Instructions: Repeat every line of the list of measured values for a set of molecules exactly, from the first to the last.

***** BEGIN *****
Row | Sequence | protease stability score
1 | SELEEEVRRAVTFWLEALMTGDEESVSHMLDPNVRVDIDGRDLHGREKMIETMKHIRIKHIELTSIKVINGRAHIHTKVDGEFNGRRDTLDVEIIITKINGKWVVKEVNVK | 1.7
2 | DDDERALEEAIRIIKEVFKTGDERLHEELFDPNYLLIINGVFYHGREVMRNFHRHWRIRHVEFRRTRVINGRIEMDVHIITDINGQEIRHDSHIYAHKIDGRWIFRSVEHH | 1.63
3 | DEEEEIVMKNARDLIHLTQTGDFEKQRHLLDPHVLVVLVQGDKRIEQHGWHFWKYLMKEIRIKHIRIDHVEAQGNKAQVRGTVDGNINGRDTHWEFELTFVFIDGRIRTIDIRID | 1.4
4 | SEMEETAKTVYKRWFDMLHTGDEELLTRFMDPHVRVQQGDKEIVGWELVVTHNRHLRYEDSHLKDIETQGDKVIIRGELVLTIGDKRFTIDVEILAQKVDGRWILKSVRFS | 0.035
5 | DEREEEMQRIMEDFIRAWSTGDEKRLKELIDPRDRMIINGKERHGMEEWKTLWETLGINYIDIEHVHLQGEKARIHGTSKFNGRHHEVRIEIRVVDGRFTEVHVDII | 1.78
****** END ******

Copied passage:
Row | Sequence | protease stability score
1 | SELEEEVRRAVTFWLEALMTGDEESVSHMLDPNVRVDIDGRDLHGREKMIETMKHIRIKHIELTSIKVINGRAHIHTKVDGEFNGRRDTLDVEIIITKINGKWVVKEVNVK | 1.7
2 | DDDERALEEAIRIIKEVFKTGDERLHEELFDPNYLLIINGVFYHGREVMRNFHRHWRIRHVEFRRTRVINGRIEMDVHIITDINGQEIRHDSHIYAHKIDGRWIFRSVEHH | 1.63
3 | DEEEEIVMKNARDLIHLTQTGDFEKQRHLLDPHVLVVLVQGDKRIEQHGWHFWKYLMKEIRIKHIRIDHVEAQGNKAQVRGTVDGNINGRDTHWEFELTFVFIDGRIRTIDIRID | 1.4
4 | SEMEETAKTVYKRWFDMLHTGDEELLTRFMDPHVRVQQGDKEIVGWELVVTHNRHLRYEDSHLKDIETQGDKVIIRGELVLTIGDKRFTIDVEILAQKVDGRWILKSVRFS | 0.035
5 | DEREEEMQRIMEDFIRAWSTGDEKRLKELIDPRDRMIINGKERHGMEEWKTLWETLGINYIDIEHVHLQGEKARIHGTSKFNGRHHEVRIEIRVVDGRFTEVHVDII | 1.78